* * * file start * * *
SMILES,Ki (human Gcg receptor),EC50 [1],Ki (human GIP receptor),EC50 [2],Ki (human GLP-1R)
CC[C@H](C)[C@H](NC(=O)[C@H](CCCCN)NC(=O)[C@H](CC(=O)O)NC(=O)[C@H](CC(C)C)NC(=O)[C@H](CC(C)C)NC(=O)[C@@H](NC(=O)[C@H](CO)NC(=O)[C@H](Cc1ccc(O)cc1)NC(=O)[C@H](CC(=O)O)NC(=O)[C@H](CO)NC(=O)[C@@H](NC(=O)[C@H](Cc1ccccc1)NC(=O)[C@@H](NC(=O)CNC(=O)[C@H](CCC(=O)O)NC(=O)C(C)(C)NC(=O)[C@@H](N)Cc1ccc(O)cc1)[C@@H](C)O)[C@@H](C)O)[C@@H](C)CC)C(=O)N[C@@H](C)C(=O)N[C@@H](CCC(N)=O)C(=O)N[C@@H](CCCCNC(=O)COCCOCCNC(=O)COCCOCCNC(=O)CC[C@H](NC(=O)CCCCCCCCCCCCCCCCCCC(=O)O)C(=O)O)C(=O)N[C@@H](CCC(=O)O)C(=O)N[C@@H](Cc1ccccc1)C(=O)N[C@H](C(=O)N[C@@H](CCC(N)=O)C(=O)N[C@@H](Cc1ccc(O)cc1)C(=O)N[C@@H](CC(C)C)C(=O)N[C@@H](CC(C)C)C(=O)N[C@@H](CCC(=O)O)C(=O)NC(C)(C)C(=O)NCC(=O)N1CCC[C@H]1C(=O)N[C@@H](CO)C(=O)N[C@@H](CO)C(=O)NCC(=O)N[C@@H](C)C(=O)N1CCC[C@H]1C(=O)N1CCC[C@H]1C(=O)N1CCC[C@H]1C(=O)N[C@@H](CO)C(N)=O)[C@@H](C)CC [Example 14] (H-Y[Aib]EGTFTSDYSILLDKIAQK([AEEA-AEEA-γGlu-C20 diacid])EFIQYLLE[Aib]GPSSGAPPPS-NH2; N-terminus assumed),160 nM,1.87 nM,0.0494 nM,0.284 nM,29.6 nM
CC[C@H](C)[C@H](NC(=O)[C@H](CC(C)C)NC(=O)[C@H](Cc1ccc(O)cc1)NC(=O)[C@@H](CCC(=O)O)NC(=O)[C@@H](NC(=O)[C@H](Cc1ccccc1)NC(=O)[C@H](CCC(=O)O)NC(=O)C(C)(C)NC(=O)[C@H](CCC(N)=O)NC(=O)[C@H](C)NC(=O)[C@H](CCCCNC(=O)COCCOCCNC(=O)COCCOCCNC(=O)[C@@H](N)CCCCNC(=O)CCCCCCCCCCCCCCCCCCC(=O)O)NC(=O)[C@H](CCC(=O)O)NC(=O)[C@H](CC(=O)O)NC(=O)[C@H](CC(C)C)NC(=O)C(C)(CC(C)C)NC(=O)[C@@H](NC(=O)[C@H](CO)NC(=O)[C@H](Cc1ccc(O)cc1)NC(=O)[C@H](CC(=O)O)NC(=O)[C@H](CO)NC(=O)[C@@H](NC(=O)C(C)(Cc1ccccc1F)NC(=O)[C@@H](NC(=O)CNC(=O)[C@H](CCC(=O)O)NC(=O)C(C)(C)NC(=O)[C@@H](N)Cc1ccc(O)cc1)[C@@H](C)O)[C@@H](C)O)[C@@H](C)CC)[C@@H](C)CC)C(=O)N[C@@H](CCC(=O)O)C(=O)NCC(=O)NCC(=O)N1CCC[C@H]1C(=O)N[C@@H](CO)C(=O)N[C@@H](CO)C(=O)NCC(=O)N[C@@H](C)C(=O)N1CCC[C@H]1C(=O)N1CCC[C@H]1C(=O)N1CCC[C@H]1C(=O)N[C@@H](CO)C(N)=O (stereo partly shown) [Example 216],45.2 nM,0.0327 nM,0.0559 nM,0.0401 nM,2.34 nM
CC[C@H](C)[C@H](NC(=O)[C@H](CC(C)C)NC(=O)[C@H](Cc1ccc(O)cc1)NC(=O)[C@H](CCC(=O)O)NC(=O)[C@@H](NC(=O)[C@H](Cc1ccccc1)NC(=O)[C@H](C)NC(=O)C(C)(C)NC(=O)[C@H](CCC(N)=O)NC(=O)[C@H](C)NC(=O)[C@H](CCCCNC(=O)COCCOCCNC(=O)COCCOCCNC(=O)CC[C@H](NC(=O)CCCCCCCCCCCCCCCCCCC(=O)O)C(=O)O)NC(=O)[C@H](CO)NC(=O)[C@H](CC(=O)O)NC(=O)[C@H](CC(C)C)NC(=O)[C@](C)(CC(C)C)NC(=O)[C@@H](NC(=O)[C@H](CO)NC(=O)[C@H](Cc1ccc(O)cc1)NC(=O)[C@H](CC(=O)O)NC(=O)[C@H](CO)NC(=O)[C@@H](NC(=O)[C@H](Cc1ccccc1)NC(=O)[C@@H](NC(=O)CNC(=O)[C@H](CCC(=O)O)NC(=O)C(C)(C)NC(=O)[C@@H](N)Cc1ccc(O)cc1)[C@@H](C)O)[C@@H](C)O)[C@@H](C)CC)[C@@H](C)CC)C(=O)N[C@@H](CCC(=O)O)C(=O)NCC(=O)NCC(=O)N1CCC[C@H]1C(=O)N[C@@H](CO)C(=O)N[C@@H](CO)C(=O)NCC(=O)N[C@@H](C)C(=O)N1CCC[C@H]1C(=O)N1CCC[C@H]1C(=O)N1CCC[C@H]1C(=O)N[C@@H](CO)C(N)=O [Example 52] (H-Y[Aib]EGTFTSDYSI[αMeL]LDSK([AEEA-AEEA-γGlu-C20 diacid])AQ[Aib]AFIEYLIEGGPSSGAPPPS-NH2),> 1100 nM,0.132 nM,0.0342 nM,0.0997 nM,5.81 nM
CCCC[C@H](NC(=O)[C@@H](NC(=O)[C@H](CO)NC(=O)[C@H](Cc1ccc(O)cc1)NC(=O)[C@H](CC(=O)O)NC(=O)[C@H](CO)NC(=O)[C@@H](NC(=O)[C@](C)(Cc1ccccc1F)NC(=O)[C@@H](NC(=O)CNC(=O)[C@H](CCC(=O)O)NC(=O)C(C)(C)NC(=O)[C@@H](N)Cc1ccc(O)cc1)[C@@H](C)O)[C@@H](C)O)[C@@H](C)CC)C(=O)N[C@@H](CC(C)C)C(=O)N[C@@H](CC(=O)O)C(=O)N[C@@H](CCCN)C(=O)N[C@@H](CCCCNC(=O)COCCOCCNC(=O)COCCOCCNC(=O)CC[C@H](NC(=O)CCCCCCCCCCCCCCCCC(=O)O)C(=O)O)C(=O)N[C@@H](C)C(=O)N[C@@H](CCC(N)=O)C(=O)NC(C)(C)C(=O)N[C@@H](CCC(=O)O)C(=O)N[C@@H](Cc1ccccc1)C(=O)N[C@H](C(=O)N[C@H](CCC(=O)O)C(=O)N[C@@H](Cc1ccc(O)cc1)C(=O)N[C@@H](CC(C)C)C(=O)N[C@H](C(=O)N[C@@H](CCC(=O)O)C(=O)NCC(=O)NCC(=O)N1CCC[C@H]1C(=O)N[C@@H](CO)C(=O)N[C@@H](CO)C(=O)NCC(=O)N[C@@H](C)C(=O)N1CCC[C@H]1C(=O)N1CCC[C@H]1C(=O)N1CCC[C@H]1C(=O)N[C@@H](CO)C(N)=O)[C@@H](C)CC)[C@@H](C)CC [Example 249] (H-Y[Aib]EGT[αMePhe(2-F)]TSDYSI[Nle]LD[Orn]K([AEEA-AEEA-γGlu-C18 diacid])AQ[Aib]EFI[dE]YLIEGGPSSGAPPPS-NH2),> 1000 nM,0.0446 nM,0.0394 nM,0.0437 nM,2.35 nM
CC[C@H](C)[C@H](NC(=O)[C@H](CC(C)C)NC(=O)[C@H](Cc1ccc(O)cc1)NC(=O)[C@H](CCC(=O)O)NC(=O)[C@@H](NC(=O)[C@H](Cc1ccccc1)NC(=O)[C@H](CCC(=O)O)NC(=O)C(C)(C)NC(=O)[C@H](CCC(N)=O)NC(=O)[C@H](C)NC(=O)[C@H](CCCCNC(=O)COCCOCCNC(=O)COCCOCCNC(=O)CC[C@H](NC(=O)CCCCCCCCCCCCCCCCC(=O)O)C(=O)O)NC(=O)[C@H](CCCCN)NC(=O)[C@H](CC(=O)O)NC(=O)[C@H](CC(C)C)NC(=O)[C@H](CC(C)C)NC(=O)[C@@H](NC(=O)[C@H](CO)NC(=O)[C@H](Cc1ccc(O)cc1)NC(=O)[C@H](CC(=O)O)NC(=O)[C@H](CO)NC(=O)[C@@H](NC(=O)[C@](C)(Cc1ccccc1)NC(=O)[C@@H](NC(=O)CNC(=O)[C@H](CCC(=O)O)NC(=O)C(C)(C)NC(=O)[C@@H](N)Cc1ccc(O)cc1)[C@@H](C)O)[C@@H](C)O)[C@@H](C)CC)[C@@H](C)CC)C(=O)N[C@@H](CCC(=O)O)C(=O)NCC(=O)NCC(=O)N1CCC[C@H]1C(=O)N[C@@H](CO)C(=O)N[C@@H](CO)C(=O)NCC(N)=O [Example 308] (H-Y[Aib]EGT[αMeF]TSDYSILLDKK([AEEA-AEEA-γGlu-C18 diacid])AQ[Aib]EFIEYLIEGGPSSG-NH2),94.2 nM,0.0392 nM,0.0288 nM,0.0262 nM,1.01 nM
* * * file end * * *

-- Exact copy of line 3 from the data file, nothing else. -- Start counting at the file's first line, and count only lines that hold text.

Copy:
CC[C@H](C)[C@H](NC(=O)[C@H](CC(C)C)NC(=O)[C@H](Cc1ccc(O)cc1)NC(=O)[C@@H](CCC(=O)O)NC(=O)[C@@H](NC(=O)[C@H](Cc1ccccc1)NC(=O)[C@H](CCC(=O)O)NC(=O)C(C)(C)NC(=O)[C@H](CCC(N)=O)NC(=O)[C@H](C)NC(=O)[C@H](CCCCNC(=O)COCCOCCNC(=O)COCCOCCNC(=O)[C@@H](N)CCCCNC(=O)CCCCCCCCCCCCCCCCCCC(=O)O)NC(=O)[C@H](CCC(=O)O)NC(=O)[C@H](CC(=O)O)NC(=O)[C@H](CC(C)C)NC(=O)C(C)(CC(C)C)NC(=O)[C@@H](NC(=O)[C@H](CO)NC(=O)[C@H](Cc1ccc(O)cc1)NC(=O)[C@H](CC(=O)O)NC(=O)[C@H](CO)NC(=O)[C@@H](NC(=O)C(C)(Cc1ccccc1F)NC(=O)[C@@H](NC(=O)CNC(=O)[C@H](CCC(=O)O)NC(=O)C(C)(C)NC(=O)[C@@H](N)Cc1ccc(O)cc1)[C@@H](C)O)[C@@H](C)O)[C@@H](C)CC)[C@@H](C)CC)C(=O)N[C@@H](CCC(=O)O)C(=O)NCC(=O)NCC(=O)N1CCC[C@H]1C(=O)N[C@@H](CO)C(=O)N[C@@H](CO)C(=O)NCC(=O)N[C@@H](C)C(=O)N1CCC[C@H]1C(=O)N1CCC[C@H]1C(=O)N1CCC[C@H]1C(=O)N[C@@H](CO)C(N)=O (stereo partly shown) [Example 216],45.2 nM,0.0327 nM,0.0559 nM,0.0401 nM,2.34 nM